Hear ye, hear ye: how can I tell if my child hears?


I just watched “The Miracle Worker” with my oldest son. This classic 1962 movie depicts Helen Keller, who was deaf and blind, struggling to understand language, with the help and supreme patience of her determined teacher Annie Sullivan.


As I watched the movie, I was reminded about how children depend on their senses to learn about the world. Starting today, Two Peds in a Pod will bring you periodic posts about the early development of senses. We start with hearing.


Unlike eyesight, which is limited at birth, babies are usually born with normal hearing. Before leaving the hospital after birth, or by two weeks of age, your newborn should receive a hearing test. Then, at every well child check, your child’s health care provider will ask you questions to confirm your child’s hearing remains the same.


Even though they are unable to localize where sound is coming from, newborns will startle to new or sudden sounds and their eyes will open wider in response to the sound of your voice.  All babies babble, even deaf ones, but language progression will stop in children who cannot hear. By six months, kids usually babble one syllable at a time. By nine months, children will produce syllables that sound like whichever language they hear the most. At this point they should also respond to their name. Babies who fail to meet these milestones may do so because they cannot hear.


For older kids, hearing screening may be conducted in schools or the pediatrician’s office. The American Academy of Pediatrics recommends formal hearing screens starting at four years old. These screening tests can detect subtle hearing loss that parents did not notice. Kids who fail the screen should have a more comprehensive hearing evaluation by an audiologist. Many kinds of hearing loss are either reversible or manageable. The earlier the diagnosis the better.


Sometimes speech, behavior, or attention problems are secondary to hearing difficulties. School aged children may mispronounce words because they cannot hear sounds clearly. These children commonly do not distinguish well between the “s,” “ch,” and “sh” sounds (please click here to review language development). Symptoms attributed to Attention Deficit Hyperactivity Disorder such as difficulty focusing or inattentiveness may actually result from hearing loss.  Some kids who “just don’t listen” to adults simply can’t hear well enough to follow directions.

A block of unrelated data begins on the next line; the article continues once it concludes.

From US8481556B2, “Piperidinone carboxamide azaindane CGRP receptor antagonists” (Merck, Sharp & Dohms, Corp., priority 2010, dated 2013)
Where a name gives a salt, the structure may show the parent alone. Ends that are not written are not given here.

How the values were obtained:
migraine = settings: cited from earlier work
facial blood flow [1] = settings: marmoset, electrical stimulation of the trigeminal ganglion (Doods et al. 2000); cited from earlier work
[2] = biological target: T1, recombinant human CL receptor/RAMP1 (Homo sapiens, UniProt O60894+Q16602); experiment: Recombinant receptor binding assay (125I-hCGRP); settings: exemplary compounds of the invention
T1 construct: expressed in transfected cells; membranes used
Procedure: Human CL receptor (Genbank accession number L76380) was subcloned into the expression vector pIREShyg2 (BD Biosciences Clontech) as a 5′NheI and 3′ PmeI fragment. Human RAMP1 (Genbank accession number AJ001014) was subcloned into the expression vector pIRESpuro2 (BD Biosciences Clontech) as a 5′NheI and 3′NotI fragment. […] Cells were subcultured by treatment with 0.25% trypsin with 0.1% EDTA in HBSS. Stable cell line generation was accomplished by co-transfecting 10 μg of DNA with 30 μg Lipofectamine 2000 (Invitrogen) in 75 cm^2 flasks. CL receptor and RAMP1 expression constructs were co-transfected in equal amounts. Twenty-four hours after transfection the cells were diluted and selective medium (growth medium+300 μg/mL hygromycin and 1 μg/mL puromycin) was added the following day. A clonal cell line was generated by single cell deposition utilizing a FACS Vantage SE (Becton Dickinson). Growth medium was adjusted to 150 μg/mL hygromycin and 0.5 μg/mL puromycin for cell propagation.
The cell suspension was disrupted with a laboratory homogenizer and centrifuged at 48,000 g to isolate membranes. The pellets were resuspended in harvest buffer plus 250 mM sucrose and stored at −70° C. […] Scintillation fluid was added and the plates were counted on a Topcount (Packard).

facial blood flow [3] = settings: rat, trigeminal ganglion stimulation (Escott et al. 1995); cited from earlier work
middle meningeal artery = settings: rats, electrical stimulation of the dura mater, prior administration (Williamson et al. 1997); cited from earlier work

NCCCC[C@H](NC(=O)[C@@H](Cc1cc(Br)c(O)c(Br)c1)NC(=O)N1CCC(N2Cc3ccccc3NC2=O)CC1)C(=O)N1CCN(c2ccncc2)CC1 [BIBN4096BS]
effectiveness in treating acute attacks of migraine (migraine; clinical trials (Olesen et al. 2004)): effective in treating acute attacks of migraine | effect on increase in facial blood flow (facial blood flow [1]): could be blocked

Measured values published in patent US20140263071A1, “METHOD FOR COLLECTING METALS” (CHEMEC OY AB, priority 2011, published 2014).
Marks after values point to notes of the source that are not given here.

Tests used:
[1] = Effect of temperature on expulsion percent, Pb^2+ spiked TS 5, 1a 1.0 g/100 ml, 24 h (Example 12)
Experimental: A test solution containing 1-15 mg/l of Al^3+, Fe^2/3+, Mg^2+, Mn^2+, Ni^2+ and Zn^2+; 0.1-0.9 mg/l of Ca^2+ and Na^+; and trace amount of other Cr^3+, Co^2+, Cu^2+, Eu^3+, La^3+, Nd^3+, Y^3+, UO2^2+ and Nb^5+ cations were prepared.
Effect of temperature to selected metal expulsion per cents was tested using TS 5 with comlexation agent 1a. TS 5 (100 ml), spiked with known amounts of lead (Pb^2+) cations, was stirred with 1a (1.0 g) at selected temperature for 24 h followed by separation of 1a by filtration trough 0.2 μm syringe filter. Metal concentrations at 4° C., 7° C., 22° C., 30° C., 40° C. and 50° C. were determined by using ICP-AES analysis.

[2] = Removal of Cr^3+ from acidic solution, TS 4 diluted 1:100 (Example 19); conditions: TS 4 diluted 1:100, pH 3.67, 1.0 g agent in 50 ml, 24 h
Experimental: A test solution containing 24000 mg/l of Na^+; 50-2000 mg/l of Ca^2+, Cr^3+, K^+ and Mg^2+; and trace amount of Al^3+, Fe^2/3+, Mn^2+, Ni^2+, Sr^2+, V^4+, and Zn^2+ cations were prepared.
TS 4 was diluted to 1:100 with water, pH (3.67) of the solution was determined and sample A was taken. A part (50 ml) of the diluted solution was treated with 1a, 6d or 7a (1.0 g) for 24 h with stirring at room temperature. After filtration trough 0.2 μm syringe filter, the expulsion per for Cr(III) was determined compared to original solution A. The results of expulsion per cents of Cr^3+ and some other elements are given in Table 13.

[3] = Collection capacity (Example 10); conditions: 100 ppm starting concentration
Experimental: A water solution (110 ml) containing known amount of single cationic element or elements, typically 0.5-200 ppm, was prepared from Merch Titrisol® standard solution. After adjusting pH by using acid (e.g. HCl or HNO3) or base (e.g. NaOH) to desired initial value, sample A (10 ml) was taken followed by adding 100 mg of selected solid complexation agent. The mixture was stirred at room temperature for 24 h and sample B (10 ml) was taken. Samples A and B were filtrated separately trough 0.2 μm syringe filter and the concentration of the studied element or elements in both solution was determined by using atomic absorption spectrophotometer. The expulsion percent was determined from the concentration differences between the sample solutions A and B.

As your child’s hearing loss progresses, you may notice your child’s language regresses, or that your child turns the volume up on the TV.  Your child may accuse you of mumbling or ask you to often repeat questions. Although a common myth, a child who talks loudly is not necessarily deaf. After all, a child does not need to raise his own voice in order to understand himself.


Finally, I should mention signs of “selective hearing loss.” Many parents describe this form of “hearing loss” to me in the office. In these cases, a child does not hear her mom say “Clean your room,” yet hears her mom whisper “Let’s go out for ice cream.”

We address the topic of listening, as opposed to hearing, in our next post.


Julie Kardos, MD with Naline Lai, MD
©2011 Two Peds in a Pod®

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1 Comment

  • Reply Anne September 25, 2011 at 1:01 am

    2 important things to remember:
    1. Most children receive a hearing SCREENING at birth, not a hearing “test”. Mild hearing loss can be easily missed.
    2. A passed hearing screening at birth is not a vaccine for future hearing loss! Many hearing losses onset during the first year of life or later, and any parental concerns warrant a diagnostic hearing evaluation by an audiologist!

    Thanks for posting as so many parents are unaware!

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